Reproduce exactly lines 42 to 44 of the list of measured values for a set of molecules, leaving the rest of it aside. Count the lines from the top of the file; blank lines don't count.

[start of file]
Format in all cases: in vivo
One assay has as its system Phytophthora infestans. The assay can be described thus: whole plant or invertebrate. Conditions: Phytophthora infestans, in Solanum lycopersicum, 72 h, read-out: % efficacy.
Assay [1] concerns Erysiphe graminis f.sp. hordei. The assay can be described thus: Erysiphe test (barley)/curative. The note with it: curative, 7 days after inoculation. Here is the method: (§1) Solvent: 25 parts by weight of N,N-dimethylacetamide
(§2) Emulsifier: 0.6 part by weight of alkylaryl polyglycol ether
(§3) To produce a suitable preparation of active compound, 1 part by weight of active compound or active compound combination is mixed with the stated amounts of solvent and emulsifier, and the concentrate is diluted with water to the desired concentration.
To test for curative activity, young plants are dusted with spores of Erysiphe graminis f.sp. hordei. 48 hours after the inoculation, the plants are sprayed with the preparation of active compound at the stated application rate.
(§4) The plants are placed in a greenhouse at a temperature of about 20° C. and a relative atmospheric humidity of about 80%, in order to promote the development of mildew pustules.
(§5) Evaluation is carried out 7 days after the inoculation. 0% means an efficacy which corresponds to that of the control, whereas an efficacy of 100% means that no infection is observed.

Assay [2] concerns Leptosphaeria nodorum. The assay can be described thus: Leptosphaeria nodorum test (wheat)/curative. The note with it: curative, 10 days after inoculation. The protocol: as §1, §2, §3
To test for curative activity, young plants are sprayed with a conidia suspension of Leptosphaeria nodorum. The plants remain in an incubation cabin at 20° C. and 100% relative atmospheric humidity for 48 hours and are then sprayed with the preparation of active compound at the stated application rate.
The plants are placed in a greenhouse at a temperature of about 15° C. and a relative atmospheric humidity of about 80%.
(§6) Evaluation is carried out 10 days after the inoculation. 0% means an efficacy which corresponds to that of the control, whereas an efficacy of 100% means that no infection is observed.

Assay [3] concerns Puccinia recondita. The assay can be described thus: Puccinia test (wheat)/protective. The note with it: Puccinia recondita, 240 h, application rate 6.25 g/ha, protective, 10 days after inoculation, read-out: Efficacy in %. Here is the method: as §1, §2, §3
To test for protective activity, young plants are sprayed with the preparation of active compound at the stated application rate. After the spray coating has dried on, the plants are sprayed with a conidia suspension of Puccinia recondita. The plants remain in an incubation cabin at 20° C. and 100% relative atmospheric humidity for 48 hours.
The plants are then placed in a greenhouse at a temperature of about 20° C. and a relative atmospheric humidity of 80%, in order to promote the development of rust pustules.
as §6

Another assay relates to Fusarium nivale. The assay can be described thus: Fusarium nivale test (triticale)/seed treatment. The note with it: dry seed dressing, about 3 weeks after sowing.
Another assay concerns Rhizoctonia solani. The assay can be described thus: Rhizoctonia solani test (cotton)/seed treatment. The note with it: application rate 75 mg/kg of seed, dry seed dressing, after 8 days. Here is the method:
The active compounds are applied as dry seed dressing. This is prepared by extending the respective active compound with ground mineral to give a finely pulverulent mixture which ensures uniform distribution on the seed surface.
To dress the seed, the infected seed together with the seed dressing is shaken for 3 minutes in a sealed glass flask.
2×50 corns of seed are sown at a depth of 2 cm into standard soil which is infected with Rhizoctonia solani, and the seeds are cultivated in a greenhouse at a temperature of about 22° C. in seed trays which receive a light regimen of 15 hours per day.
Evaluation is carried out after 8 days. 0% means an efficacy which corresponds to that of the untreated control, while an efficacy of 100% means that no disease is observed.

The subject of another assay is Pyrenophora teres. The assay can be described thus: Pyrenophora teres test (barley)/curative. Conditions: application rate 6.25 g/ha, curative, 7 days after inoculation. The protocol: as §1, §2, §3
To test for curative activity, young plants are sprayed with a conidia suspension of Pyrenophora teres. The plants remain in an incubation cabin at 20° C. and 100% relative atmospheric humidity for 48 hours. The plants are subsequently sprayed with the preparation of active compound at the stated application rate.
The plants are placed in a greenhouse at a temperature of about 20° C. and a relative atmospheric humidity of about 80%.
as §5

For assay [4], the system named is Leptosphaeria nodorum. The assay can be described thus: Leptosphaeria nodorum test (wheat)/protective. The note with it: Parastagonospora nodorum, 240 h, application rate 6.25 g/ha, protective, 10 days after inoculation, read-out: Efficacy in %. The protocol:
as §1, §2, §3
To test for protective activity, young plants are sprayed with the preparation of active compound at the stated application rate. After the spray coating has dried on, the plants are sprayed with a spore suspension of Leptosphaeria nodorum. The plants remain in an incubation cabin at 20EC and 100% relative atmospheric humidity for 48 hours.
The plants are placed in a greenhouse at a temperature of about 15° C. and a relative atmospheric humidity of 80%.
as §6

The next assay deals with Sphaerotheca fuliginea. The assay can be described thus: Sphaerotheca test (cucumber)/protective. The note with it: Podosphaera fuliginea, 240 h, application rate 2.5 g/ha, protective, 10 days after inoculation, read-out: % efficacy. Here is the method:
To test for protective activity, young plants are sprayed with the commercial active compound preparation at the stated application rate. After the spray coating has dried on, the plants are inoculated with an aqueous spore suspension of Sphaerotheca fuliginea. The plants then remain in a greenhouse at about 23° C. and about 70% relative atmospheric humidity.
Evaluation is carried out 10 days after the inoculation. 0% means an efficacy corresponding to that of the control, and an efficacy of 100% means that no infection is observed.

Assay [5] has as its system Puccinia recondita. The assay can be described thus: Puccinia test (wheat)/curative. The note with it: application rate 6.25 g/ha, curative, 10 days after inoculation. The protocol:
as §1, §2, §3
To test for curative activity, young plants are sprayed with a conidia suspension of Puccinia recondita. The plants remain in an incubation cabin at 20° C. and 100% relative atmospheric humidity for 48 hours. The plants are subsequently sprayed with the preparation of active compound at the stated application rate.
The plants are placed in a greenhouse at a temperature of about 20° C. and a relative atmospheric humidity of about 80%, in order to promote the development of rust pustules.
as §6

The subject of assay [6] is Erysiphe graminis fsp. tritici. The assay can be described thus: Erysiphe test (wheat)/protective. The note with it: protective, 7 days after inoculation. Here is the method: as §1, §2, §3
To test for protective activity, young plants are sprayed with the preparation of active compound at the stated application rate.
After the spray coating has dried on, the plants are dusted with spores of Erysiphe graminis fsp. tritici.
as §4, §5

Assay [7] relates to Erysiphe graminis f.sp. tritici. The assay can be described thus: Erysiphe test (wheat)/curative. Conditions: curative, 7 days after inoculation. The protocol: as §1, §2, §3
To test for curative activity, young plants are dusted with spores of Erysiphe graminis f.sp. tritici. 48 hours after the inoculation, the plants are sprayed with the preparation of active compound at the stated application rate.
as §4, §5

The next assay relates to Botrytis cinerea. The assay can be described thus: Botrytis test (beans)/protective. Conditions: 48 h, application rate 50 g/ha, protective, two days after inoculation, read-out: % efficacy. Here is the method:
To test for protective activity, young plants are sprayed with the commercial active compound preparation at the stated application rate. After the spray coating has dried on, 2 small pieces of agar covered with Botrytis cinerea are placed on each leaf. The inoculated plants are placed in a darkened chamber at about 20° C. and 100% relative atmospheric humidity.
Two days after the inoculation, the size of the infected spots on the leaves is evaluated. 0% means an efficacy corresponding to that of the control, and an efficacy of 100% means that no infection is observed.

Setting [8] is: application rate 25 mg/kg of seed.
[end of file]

After the spray coating has dried on, the plants are dusted with spores of Erysiphe graminis fsp. tritici.
as §4, §5

Assay [7] relates to Erysiphe graminis f.sp. tritici. The assay can be described thus: Erysiphe test (wheat)/curative. Conditions: curative, 7 days after inoculation. The protocol: as §1, §2, §3